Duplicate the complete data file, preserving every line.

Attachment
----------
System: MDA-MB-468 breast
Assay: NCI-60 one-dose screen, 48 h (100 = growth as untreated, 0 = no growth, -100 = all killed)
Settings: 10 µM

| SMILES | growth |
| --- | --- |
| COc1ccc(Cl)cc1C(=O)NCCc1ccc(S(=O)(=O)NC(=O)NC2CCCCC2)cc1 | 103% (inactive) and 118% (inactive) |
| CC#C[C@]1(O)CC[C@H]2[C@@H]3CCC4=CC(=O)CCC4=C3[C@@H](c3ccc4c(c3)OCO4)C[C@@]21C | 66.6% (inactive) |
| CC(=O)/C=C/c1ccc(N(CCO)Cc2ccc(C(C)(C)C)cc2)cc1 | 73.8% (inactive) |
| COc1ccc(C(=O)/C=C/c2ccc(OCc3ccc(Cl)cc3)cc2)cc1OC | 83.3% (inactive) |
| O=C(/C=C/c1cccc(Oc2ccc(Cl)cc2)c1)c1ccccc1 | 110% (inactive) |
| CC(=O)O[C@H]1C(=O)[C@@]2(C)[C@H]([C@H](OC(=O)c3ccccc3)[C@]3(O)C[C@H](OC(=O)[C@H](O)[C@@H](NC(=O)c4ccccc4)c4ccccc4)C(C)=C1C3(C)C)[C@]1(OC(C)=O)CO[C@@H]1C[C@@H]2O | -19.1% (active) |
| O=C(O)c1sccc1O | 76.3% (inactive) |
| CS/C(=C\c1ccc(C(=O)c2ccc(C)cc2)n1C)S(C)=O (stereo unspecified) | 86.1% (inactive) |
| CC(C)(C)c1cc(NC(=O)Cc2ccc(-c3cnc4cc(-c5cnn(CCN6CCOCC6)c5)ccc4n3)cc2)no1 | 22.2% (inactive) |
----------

System: MDA-MB-468 breast
Assay: NCI-60 one-dose screen, 48 h (100 = growth as untreated, 0 = no growth, -100 = all killed)
Settings: 10 µM

| SMILES | growth |
| --- | --- |
| COc1ccc(Cl)cc1C(=O)NCCc1ccc(S(=O)(=O)NC(=O)NC2CCCCC2)cc1 | 103% (inactive) and 118% (inactive) |
| CC#C[C@]1(O)CC[C@H]2[C@@H]3CCC4=CC(=O)CCC4=C3[C@@H](c3ccc4c(c3)OCO4)C[C@@]21C | 66.6% (inactive) |
| CC(=O)/C=C/c1ccc(N(CCO)Cc2ccc(C(C)(C)C)cc2)cc1 | 73.8% (inactive) |
| COc1ccc(C(=O)/C=C/c2ccc(OCc3ccc(Cl)cc3)cc2)cc1OC | 83.3% (inactive) |
| O=C(/C=C/c1cccc(Oc2ccc(Cl)cc2)c1)c1ccccc1 | 110% (inactive) |
| CC(=O)O[C@H]1C(=O)[C@@]2(C)[C@H]([C@H](OC(=O)c3ccccc3)[C@]3(O)C[C@H](OC(=O)[C@H](O)[C@@H](NC(=O)c4ccccc4)c4ccccc4)C(C)=C1C3(C)C)[C@]1(OC(C)=O)CO[C@@H]1C[C@@H]2O | -19.1% (active) |
| O=C(O)c1sccc1O | 76.3% (inactive) |
| CS/C(=C\c1ccc(C(=O)c2ccc(C)cc2)n1C)S(C)=O (stereo unspecified) | 86.1% (inactive) |
| CC(C)(C)c1cc(NC(=O)Cc2ccc(-c3cnc4cc(-c5cnn(CCN6CCOCC6)c5)ccc4n3)cc2)no1 | 22.2% (inactive) |